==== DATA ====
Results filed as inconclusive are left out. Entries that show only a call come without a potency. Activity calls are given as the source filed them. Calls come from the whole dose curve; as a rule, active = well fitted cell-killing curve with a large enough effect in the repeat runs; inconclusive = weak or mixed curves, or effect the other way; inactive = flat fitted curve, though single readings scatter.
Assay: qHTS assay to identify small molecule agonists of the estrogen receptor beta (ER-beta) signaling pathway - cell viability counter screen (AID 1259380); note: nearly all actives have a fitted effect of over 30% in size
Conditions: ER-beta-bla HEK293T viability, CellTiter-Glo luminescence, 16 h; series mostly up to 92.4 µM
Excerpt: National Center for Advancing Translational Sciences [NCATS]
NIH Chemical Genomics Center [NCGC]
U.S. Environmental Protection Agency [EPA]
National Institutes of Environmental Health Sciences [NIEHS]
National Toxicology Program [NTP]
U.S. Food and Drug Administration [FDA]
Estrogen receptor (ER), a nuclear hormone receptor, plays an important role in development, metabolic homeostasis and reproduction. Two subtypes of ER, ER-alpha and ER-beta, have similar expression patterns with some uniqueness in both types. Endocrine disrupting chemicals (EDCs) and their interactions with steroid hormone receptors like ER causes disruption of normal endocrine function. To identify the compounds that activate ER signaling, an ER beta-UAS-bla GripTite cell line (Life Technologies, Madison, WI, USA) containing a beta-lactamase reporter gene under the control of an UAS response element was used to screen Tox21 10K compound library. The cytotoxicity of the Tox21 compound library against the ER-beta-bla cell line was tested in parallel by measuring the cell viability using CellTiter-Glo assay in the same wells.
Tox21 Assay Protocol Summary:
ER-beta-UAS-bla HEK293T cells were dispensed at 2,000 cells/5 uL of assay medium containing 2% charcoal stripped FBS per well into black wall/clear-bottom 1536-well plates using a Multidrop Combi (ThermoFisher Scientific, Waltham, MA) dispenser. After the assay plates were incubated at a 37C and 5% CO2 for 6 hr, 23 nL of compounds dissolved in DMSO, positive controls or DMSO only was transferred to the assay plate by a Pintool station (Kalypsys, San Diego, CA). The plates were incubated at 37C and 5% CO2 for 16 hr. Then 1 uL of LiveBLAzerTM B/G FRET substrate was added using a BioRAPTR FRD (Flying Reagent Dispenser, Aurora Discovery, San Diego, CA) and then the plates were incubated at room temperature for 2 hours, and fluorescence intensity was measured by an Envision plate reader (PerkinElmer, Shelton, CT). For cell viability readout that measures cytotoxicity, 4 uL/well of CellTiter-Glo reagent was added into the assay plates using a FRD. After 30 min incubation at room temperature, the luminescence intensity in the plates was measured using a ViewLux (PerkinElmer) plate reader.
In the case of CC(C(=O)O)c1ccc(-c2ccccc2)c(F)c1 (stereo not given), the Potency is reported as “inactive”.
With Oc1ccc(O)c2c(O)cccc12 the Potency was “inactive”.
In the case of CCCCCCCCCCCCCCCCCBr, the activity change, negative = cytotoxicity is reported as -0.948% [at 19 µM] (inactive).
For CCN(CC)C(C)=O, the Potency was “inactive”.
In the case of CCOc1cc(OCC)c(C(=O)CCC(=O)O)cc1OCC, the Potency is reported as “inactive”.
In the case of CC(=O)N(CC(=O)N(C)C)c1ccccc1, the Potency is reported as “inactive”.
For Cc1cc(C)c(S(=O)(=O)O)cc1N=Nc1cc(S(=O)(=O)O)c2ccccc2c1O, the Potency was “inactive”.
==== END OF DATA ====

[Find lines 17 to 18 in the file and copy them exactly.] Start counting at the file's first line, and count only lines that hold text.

In the case of CCOc1cc(OCC)c(C(=O)CCC(=O)O)cc1OCC, the Potency is reported as “inactive”.
In the case of CC(=O)N(CC(=O)N(C)C)c1ccccc1, the Potency is reported as “inactive”.